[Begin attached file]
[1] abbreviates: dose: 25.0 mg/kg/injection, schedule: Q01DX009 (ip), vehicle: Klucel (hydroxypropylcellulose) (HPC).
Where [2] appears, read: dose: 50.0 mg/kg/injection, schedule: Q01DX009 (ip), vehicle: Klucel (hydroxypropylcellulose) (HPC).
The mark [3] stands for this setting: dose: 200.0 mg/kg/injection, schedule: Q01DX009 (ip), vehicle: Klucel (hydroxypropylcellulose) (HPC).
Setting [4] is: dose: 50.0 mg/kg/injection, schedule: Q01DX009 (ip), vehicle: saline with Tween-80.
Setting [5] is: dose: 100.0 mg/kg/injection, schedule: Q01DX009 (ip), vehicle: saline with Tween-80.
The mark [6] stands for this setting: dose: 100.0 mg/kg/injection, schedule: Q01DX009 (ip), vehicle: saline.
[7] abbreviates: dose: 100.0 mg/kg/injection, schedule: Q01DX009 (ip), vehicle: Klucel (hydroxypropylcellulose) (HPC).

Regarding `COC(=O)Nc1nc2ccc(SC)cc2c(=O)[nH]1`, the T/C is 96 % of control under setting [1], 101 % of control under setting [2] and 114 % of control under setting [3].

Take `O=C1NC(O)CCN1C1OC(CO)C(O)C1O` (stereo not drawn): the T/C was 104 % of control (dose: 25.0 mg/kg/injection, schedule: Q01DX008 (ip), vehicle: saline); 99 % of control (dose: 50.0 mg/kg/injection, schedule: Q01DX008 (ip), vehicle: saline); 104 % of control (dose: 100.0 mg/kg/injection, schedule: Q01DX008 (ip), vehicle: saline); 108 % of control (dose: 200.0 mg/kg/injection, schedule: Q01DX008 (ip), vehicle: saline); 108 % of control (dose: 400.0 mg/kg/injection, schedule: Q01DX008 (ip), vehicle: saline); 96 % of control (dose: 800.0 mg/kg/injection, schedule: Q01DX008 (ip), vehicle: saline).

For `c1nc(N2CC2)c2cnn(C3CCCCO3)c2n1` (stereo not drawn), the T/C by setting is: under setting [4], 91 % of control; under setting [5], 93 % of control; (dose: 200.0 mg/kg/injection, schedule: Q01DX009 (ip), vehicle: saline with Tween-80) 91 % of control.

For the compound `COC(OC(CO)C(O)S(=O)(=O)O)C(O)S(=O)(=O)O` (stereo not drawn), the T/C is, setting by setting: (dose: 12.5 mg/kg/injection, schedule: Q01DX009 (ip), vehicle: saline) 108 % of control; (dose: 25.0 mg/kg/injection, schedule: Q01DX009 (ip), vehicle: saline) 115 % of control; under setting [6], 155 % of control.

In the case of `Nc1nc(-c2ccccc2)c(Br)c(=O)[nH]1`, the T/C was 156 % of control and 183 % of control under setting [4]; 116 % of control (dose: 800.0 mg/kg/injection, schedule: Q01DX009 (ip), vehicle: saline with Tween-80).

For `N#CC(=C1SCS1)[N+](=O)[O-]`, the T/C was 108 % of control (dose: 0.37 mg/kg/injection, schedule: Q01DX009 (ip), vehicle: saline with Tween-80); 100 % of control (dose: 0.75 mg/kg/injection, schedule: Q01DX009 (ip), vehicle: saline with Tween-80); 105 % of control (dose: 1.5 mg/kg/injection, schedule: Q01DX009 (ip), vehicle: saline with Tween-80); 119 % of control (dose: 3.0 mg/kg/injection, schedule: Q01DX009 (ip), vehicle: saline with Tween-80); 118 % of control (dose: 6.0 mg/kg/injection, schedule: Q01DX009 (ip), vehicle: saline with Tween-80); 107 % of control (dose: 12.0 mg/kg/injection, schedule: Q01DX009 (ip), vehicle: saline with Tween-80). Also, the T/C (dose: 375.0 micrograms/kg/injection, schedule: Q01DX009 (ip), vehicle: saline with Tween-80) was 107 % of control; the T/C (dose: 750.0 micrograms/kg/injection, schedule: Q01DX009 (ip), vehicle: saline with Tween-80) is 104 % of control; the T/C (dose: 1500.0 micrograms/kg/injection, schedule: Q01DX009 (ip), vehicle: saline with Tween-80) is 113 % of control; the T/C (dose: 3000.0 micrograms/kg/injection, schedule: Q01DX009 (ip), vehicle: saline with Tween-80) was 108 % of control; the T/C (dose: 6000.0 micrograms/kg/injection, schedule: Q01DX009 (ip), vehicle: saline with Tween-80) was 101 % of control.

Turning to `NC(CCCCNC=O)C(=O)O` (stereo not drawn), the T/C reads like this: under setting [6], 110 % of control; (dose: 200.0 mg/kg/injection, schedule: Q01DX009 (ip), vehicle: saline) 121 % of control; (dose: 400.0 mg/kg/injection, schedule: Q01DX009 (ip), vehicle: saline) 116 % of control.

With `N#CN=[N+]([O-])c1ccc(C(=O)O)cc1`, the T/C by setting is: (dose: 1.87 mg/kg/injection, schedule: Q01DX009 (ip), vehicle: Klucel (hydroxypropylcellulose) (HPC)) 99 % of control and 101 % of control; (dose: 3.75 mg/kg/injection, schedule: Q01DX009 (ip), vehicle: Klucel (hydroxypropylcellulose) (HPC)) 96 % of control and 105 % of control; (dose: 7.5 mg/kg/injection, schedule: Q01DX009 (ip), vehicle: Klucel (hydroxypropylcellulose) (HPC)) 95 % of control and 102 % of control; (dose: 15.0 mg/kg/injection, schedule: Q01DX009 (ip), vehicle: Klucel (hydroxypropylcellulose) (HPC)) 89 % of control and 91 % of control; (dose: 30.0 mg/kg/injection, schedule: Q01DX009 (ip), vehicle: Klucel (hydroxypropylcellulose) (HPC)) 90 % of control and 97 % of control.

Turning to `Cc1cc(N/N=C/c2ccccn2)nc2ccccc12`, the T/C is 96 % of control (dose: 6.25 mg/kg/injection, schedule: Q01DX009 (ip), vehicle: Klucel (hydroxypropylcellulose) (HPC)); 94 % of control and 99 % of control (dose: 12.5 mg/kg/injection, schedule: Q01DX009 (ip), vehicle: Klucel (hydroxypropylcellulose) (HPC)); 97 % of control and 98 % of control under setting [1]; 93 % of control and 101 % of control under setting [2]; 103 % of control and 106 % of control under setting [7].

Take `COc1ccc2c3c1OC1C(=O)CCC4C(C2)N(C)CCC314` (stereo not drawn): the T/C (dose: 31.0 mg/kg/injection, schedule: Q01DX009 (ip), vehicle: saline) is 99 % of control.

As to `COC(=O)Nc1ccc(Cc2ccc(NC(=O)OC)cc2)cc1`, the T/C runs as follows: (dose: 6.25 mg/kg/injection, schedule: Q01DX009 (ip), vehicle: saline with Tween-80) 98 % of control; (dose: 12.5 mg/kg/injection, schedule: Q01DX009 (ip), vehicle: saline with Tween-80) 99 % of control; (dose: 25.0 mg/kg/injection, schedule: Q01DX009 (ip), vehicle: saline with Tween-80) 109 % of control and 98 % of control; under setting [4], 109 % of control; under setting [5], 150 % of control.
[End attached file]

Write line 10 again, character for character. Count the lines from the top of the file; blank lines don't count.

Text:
For `c1nc(N2CC2)c2cnn(C3CCCCO3)c2n1` (stereo not drawn), the T/C by setting is: under setting [4], 91 % of control; under setting [5], 93 % of control; (dose: 200.0 mg/kg/injection, schedule: Q01DX009 (ip), vehicle: saline with Tween-80) 91 % of control.